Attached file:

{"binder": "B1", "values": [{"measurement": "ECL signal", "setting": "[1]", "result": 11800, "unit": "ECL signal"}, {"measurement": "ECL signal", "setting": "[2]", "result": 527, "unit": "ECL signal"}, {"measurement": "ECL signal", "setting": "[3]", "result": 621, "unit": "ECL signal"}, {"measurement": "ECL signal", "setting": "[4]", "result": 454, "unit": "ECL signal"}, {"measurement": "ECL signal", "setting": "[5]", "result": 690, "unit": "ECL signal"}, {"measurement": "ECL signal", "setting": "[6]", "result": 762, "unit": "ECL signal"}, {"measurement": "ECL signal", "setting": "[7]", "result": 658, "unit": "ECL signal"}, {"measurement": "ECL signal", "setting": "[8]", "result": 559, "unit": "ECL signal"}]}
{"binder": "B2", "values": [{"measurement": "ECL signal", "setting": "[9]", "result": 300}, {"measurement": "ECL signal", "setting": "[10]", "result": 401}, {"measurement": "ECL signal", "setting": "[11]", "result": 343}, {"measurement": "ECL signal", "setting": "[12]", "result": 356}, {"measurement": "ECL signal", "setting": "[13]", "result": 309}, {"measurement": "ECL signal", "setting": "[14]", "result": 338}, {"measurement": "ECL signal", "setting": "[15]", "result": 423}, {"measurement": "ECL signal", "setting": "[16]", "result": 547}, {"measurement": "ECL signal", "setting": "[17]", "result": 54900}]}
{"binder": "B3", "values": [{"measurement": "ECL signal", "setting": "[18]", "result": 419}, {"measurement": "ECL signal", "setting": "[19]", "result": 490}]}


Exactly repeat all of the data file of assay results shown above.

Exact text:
{"binder": "B1", "values": [{"measurement": "ECL signal", "setting": "[1]", "result": 11800, "unit": "ECL signal"}, {"measurement": "ECL signal", "setting": "[2]", "result": 527, "unit": "ECL signal"}, {"measurement": "ECL signal", "setting": "[3]", "result": 621, "unit": "ECL signal"}, {"measurement": "ECL signal", "setting": "[4]", "result": 454, "unit": "ECL signal"}, {"measurement": "ECL signal", "setting": "[5]", "result": 690, "unit": "ECL signal"}, {"measurement": "ECL signal", "setting": "[6]", "result": 762, "unit": "ECL signal"}, {"measurement": "ECL signal", "setting": "[7]", "result": 658, "unit": "ECL signal"}, {"measurement": "ECL signal", "setting": "[8]", "result": 559, "unit": "ECL signal"}]}
{"binder": "B2", "values": [{"measurement": "ECL signal", "setting": "[9]", "result": 300}, {"measurement": "ECL signal", "setting": "[10]", "result": 401}, {"measurement": "ECL signal", "setting": "[11]", "result": 343}, {"measurement": "ECL signal", "setting": "[12]", "result": 356}, {"measurement": "ECL signal", "setting": "[13]", "result": 309}, {"measurement": "ECL signal", "setting": "[14]", "result": 338}, {"measurement": "ECL signal", "setting": "[15]", "result": 423}, {"measurement": "ECL signal", "setting": "[16]", "result": 547}, {"measurement": "ECL signal", "setting": "[17]", "result": 54900}]}
{"binder": "B3", "values": [{"measurement": "ECL signal", "setting": "[18]", "result": 419}, {"measurement": "ECL signal", "setting": "[19]", "result": 490}]}